Fake Problems

Real Ghosts Caught on Tape

by Michael Kabran

4 April 2011

An enjoyable album that closely follows in the anthemic guitar rock footsteps of labelmates Gaslight Anthem and Jesse Malin.
Photo by
Bryan Sheffield 
cover art

Fake Problems

Real Ghosts Caught on Tape

US: 21 Sep 2010
UK: 4 Oct 2010

Over the past few years, SideOneDummy Records has become one of the best independent labels for rock ‘n’ roll in America, releasing excellent albums by Jesse Malin, Gaslight Anthem, Gogol Bordello, and Flogging Molly—to name just a few.  Specializing in a brand of rock with roots in Springsteen-esque Americana, ska, and punk, SideOneDummy’s roster of artists seems to grow more impressive monthly.  The label recently scored big with the signing of Swedish punk-pop stalwarts the Sounds, and is home to one of 2010’s most exciting bands, Fake Problems, which released its third album, Real Ghosts Caught on Tape, in September. 

Much like Gaslight Anthem, Fake Problems’ repertoire is heavy on jangly guitar chords, anthemic choruses, and lyrics that recount the everyday struggles of regular folks.  It’s certainly not a new formula; Springsteen and Neil Young are the progenitors of this brand of rock.  However, much like Gaslight Anthem, Fake Problems manages to sound fresh by augmenting their classic rock sound with power-pop aesthetics—slick harmonies and sugary hooks, in particular—and earnest lyrics.  Like Springsteen and Young, the real secret to Fake Problems’ success is in the vocals.  Chris Farren’s singing, which gets gloriously throaty and off-key at high volumes, is the perfect quivering counterpoint to the band’s working class riffs and four-on-the-floor drums.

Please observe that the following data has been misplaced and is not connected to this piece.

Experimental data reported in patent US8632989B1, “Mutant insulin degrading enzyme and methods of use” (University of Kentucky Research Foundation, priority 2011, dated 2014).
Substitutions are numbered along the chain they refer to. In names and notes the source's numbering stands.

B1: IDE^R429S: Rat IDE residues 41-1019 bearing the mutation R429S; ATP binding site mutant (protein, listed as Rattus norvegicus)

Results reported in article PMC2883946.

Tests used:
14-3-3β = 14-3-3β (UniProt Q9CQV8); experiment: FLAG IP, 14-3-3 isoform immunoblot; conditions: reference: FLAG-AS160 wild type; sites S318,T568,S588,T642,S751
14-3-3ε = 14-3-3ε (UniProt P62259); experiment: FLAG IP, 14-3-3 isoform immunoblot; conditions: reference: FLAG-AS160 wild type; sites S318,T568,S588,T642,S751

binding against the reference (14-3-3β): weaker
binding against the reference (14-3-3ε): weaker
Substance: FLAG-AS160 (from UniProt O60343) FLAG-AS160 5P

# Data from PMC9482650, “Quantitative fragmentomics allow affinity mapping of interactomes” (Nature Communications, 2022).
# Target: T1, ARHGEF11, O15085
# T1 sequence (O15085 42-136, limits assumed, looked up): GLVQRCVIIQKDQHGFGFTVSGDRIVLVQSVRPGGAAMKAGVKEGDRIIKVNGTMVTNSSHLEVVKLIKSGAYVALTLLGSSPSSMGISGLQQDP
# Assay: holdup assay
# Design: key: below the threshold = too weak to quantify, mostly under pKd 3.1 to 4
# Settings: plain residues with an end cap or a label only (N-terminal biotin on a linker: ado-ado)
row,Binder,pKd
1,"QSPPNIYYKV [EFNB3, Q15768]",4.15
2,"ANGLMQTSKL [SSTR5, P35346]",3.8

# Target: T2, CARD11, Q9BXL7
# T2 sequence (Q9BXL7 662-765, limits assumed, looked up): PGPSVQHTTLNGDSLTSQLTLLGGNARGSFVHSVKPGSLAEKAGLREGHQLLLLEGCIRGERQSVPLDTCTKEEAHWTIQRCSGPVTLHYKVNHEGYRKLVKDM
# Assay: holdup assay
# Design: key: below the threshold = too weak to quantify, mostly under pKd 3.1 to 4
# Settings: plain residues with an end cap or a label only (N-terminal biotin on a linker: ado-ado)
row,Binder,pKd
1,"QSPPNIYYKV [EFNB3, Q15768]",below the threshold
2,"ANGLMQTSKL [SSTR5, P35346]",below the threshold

Most of the songs on Real Ghosts Caught on Tape are mid to up-tempo pop gems.  Album opener “ADT” kicks things off in true album rock fashion: A march-like drum cadence gradually gives way to muted power chords accented by a sizzling lead guitar line.  As the infectious chorus kicks in, Farren and his mates show off another one of their strengths: stellar harmonies.  In “5678”, Farren sings in distorted falsetto as reggae-like guitar and percussion juts in and out of the free spaces.  The song’s refrain is “Everybody’s clapping along”, and that’s just what you’ll want to do when the chorus, with its pounding drums and timely handclaps, starts. 

The best song on Real Ghosts Caught on Tape is “Soulless”, an infectious ska-inflected power-pop anthem.  Anchored by a rhythm line reminiscent of “Lust for Life”, the tune combines punk guitar from the ‘70s with doo-wop harmonies from the ‘60s.  The result, however, is something incredibly modern-sounding.  The song also features the album’s best lyrics, which epitomize Farren’s simple, earnest approach: “I was soulless, soulless, broken down / I was hollow as a ghost / But you have brought me back to life and revived the hope / Take me home”.

Real Ghosts Caught on Tape is an impressive effort and proof that rock ‘n’ roll is alive and kicking in 2011.  It’s also one more reason rock fans should pay attention to SideOneDummy Records.

Real Ghosts Caught on Tape


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